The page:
Hot Cars Can be Deadly

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On average, 37 children die of heat stroke each year after being left in a hot car, according to While it may be hard to imagine, many deaths have occurred when over-stressed parents forgot that their children were in the backseat.

These hot-car tragedies often occur when there is a change in driver's routine, stress or a sleeping baby in the back and a parent or caregiver forgets that a child is in the car. Some knowingly leave children "just for a minute" not realizing how quickly the temperature in a car can rise to dangerous levels. Even if it is only 70 degrees outside, a car can quickly heat to more than 120 degrees.

Jennifer Stockburger, Consumer Reports' Director of Operations at our Auto Test Center, said researchers are working on devices such as weight sensors or heartbeat monitors to detect the presence of a child in the backseat, but nothing currently exists to warn the driver that a child has been left behind.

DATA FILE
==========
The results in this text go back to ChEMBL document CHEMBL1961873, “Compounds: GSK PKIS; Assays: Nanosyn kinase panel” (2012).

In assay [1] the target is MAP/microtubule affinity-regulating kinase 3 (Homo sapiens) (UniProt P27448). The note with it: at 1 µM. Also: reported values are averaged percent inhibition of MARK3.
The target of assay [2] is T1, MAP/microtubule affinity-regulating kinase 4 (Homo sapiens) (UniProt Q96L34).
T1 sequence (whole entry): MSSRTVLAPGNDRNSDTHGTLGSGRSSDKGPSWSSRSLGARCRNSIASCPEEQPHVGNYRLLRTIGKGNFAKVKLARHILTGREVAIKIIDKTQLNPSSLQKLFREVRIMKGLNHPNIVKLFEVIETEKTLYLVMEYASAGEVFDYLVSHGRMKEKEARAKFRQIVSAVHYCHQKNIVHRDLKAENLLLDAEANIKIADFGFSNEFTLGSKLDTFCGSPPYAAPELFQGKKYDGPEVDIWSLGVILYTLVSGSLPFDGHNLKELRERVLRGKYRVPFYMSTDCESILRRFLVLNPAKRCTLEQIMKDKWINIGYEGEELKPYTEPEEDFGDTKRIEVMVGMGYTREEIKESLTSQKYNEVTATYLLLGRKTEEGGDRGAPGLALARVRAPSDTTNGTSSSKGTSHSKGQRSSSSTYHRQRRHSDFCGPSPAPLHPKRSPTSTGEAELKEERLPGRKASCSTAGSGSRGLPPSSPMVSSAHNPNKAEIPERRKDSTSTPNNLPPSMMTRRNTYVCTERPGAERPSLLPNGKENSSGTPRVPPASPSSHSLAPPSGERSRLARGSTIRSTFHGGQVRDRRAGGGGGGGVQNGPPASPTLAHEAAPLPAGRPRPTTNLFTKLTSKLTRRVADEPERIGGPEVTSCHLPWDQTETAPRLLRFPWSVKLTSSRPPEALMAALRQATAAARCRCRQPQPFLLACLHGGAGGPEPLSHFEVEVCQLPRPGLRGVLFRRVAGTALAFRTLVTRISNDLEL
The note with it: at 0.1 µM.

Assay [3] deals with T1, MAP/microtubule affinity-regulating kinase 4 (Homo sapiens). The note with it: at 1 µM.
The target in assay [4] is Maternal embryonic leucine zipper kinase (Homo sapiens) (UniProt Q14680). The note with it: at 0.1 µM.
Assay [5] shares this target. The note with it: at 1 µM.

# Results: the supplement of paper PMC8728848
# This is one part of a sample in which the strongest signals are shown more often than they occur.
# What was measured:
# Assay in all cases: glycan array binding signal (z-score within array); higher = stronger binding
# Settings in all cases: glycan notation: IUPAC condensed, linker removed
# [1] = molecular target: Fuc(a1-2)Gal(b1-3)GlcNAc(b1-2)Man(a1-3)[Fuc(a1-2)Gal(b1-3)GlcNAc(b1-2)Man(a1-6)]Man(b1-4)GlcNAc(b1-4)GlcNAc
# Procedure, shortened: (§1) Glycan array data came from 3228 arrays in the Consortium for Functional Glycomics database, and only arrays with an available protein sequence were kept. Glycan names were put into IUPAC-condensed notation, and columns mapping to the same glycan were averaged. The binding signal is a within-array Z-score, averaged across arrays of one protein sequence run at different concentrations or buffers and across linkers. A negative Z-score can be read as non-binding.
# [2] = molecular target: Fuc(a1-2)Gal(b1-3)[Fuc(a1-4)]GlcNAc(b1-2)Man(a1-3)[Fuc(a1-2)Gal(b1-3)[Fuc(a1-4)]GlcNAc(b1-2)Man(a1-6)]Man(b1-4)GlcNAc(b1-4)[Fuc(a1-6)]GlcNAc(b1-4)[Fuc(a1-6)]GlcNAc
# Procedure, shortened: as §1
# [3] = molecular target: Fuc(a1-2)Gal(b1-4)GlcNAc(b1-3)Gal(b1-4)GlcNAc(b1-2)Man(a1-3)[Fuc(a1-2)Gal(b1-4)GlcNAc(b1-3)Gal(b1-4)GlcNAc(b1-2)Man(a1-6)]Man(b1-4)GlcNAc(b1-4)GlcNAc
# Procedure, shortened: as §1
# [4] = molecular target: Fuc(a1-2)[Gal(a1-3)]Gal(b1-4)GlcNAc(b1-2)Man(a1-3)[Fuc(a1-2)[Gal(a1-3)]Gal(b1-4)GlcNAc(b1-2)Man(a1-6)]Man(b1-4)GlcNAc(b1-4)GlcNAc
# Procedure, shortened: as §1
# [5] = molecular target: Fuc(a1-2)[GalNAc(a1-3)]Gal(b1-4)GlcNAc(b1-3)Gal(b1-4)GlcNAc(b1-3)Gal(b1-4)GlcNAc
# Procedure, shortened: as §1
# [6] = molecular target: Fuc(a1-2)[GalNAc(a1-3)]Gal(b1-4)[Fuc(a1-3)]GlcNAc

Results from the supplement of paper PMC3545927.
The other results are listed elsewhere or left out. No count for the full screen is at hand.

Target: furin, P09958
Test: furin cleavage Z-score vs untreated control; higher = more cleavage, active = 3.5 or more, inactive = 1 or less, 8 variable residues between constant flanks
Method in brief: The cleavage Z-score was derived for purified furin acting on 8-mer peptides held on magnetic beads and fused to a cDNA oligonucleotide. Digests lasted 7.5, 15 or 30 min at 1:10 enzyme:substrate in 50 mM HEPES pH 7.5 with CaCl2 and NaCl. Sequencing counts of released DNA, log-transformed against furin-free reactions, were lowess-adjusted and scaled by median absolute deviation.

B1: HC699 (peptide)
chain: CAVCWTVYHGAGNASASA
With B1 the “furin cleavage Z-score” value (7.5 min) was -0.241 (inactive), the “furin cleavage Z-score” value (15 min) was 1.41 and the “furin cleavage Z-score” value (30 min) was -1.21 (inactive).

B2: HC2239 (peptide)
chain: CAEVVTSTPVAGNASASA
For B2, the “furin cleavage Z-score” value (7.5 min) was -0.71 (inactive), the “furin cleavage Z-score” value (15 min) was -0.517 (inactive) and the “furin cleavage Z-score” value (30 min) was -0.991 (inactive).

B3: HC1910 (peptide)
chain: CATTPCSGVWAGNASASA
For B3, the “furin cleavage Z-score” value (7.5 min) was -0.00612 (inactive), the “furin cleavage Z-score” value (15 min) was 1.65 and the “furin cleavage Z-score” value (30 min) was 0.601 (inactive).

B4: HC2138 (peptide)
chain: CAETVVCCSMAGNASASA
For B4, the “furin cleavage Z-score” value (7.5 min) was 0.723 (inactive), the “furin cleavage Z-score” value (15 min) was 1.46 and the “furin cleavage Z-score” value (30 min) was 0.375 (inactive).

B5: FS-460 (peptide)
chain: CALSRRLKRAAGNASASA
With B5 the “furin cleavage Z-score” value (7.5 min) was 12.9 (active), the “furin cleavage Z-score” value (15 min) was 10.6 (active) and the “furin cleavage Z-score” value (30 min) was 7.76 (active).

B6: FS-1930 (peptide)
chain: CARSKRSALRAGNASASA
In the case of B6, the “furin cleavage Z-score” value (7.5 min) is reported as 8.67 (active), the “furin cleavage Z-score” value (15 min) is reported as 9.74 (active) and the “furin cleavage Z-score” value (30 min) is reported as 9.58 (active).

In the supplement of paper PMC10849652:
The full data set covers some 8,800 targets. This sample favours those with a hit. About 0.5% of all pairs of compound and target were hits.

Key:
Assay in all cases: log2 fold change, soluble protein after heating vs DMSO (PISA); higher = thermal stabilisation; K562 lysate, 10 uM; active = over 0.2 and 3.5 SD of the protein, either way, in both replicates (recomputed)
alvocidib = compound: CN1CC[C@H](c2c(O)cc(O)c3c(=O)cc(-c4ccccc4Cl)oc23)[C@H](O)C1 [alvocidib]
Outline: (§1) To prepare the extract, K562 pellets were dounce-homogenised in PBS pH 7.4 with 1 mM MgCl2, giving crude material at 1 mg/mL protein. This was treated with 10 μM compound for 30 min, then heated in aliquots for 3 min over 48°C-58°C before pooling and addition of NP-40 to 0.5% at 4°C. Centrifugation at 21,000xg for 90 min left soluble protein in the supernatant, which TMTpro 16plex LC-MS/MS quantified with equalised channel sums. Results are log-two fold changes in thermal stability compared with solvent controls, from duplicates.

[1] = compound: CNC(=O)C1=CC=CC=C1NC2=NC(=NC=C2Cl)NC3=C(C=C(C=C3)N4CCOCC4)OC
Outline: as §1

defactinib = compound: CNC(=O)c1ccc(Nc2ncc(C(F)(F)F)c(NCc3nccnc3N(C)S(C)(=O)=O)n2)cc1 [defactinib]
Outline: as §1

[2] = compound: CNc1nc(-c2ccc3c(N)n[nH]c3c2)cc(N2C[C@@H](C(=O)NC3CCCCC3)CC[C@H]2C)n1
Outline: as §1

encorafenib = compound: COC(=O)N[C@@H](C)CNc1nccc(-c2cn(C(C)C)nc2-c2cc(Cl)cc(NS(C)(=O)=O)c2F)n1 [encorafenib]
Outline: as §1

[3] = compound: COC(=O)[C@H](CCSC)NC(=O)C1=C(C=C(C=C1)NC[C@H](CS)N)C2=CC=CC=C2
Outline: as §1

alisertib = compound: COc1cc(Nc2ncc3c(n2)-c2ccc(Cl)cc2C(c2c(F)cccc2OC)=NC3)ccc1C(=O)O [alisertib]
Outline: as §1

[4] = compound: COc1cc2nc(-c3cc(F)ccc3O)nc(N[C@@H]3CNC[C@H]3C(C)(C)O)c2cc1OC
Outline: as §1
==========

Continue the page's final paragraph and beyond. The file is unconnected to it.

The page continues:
This summer, provide your customers with these tips to help avert a heartbreaking catastrophe and make sure no child is left behind in a vehicle:

• Never leave a child unattended in a vehicle, not even for a minute. In addition to being dangerous, it is against the law in many states.

• Set up cell-phone reminders for yourself to be sure you’ve gotten the children safely to their destination.

• Check the car to make sure that all occupants leave the vehicle or are carried out when unloading. If you lock the door with a key, rather than with a remote, it would force that one last look in the car before leaving it.

• Always lock your car and keep keys and remotes away from children.

• To serve as a reminder, keep a stuffed animal on the front passenger seat when carrying a child in the backseat.

• Place something in the backseat that you would need, such as a purse, briefcase or cell phone.

• Have a plan that your childcare provider will call you if your child does not show up.

• If you see a child alone in a car, especially if they seem hot, call 911 immediately to help get them out.

This article originally appeared on MSN.

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